Popayan eagle is a type of pectoral, made of tumbaga in the Popaya, region of Colombia, that is in the form of an eagle with spread wings and tail, having helical ear ornaments, sometimes an anthropomorphic head and sometimes attached human legs and phallus.
Quimbaya jewelry. Articles of pre-columbian jewelry made, strictly speaking, by the Quimbaya Indian tribe but, in customary usage, articles in the so-called Quimbaya style recovered from looted graves and tombs throughout the Middle Cauca Valley of the Andes in the middle of Colombia, made c. 400-1000, such as typified by the Quimbaya Treasure.
The articles include pendants and masks with humanoid faces, pectorals of cut-out humonoid figures (sometimes with suspended discs), poporas (lime flasks) and Lime-dippers, effigly flacks, helmets, finger-grips for spear-throwers, nose ornaments, ear ornaments, and pectoral discs.
Sinu jewelry made in the Sinu region of northern Colombia, near Panama. Among the many articles made of gold and tumbaga are:
- semi-circular ear ornaments in lacy openwork patterns made by the «cire perdue» process, requiring great skill owing to the thread-like channels through which the molten gold had to flow before cooling;
- wide, semi-circular breastplates of hammered metal with «repousse» breasts and decoration;
- wide nose ornaments of flat, slanting strips of metal;
- pendants in the form of naturalistic or stylized anthropomorphic figures made of cast gold with «repousse» work and false filigree decoration;
- necklaces with gold beads;
- 'staff heads' (of unknown use) with animalistic tops.
Tairona jewelry made in the Tairona region of northern Colombia along the Caribbean coast by the Indian tribes who lived in towns of the lowlands and, when subdued by the Conquistadors, moved into the high valleys of the Sierra Nevada. Their descendants, the Kogi and the Ika, the only tribes remaining today from the early Indians, no longer make jewelry.
The Tairona jewelry, made of gold or tumbaga, usually cast by the «cire perdue» process but sometimes flat and hammered, includes pendants in the form of:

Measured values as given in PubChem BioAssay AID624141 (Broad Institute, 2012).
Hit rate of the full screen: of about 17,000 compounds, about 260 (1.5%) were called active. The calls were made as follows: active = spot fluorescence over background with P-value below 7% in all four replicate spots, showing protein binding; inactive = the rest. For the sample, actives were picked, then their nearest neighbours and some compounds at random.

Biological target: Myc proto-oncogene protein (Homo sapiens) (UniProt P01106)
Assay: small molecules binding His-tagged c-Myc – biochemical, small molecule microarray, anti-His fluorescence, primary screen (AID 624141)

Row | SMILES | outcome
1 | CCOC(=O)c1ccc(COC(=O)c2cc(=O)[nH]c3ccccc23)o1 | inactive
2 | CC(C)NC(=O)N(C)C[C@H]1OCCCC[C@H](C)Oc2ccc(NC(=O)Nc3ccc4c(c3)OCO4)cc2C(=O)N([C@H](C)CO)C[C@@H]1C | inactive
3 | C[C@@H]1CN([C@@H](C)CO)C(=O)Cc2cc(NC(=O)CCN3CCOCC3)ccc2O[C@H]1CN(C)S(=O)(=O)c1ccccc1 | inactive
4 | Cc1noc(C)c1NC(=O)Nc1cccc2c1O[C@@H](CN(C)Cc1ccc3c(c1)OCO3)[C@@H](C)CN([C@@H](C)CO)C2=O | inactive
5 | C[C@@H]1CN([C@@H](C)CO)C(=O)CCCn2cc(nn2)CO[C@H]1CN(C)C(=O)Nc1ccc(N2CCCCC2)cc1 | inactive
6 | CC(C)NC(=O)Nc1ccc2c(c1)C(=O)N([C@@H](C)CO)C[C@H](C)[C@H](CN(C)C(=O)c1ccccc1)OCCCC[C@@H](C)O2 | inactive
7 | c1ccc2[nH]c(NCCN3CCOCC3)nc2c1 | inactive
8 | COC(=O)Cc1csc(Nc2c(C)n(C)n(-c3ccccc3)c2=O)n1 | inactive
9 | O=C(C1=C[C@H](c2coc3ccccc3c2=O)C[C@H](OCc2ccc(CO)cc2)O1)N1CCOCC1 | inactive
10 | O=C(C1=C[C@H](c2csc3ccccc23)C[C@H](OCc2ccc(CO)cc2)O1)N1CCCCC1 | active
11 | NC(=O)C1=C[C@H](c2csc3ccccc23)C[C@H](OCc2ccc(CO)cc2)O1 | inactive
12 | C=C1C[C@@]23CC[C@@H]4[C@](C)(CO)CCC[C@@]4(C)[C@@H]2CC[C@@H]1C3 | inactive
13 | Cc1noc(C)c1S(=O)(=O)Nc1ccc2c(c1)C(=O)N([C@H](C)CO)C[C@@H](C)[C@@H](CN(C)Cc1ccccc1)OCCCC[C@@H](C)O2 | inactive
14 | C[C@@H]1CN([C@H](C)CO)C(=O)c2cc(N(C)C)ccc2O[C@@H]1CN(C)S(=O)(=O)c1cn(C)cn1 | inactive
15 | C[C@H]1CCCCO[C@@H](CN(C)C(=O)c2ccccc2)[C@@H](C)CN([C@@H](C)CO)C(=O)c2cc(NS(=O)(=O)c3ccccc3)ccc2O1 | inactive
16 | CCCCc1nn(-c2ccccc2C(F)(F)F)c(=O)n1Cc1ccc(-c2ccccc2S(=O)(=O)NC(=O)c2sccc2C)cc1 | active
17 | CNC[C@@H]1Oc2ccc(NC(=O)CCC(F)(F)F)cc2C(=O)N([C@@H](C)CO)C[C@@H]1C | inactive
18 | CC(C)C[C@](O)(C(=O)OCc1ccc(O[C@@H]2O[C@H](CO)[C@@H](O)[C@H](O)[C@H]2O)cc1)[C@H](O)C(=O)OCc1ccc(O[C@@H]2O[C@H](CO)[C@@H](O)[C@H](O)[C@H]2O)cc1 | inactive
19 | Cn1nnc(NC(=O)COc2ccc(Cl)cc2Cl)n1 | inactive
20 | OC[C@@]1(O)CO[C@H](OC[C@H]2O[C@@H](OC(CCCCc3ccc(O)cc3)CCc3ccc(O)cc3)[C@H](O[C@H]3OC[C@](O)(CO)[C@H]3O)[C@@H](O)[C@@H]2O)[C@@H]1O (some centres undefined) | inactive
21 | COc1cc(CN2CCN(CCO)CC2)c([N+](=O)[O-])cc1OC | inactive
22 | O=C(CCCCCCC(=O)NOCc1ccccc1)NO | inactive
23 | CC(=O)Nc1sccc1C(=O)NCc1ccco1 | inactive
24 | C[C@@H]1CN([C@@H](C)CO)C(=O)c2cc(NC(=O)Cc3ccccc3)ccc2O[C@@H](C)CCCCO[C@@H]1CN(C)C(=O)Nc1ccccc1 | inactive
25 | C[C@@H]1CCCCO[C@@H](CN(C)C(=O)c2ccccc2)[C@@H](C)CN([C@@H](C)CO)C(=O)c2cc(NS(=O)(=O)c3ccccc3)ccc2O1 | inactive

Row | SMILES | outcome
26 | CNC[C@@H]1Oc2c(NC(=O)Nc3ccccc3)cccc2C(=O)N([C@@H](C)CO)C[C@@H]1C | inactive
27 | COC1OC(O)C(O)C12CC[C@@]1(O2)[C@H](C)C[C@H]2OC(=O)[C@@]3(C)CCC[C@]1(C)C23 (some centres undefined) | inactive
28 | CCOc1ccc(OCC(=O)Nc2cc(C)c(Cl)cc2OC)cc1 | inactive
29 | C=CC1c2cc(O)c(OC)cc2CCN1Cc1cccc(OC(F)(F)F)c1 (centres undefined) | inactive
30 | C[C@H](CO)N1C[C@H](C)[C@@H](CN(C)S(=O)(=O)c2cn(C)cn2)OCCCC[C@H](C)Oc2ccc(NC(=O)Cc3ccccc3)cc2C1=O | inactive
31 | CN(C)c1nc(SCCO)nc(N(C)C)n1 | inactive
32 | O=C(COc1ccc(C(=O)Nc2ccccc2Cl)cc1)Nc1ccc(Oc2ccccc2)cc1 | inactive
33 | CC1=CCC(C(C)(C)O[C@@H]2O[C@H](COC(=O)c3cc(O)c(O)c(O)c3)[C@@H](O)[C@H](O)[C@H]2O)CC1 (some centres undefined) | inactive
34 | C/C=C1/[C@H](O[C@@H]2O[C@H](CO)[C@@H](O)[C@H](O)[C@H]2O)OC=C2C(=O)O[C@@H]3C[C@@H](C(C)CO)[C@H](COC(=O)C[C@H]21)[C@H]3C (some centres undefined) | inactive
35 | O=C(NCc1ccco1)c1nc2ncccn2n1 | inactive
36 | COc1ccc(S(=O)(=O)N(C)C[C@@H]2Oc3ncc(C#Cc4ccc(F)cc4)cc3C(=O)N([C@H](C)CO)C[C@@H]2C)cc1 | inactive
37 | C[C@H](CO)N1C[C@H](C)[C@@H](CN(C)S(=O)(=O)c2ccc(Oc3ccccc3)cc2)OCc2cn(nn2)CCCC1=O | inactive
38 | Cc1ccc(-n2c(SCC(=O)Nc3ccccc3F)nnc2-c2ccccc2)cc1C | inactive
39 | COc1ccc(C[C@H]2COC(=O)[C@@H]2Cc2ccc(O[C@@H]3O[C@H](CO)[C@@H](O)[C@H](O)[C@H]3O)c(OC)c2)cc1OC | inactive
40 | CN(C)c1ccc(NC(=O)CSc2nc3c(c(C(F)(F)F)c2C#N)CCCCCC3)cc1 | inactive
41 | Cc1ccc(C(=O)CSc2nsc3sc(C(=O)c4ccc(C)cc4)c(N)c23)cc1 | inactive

- a mythological creature combining anthropomorphic, eagle, and bat characteristics,
- an anthropomorphic figure wearing detailed miniature replicas of all types of local jewelry,
- a bird with a large beak.
Other articles are non-representational pendants of anchor shape, labrets, ear and nose ornaments, necklaces (some with carnelian or stone beads), spacer beads, and spiral spectacle-shaped ornaments. Two gold pendants have been found in Venezuela just east of the Tairona region; they have been ascribed to Tairona jewelry, as no other gold jewelry from Venezuela is known.
Tolima jewelry. Articles of pre-columbian jewelry made in the Tolima region of Colombia, south-west of Bogota, inhabited by the Panche and Pijao tribes. Most typical are the large (height, c. 10 to 22 cm) pectorals of gold or tumbaga, made by the Pijaos, in the form of stylized 'silhouette' anthropomorphic figures of cast and hammered flat sheet metal with angular arms and legs, sometimes a flat prolongation of the spine as a sort of crescent-shaped tail, and sometimes false filigree facial features.
Some such pectorals were decorated with many symmetrical openwork slits. Other articles were pendants of similar silhouette form (sometimes strung on a necklace) in the form of fantastic animals.
Tumaco jewelry. Articles of pre columbian jewelry made in the Tumaco region along the Pacific and extending across the border of present-day Colombia and Ecuador. The objects were made of gold and tumbaga, but also here of platinum which was found in the local rivers. Some objects were made of almost pure platinum (e.g. nose ornaments); but usually the metal was mixed with gold dust and hammered into a composite mass, showing a change of color to whitish or greenish-yellow, and when so used with gold it resulted in objects of contrasting colors.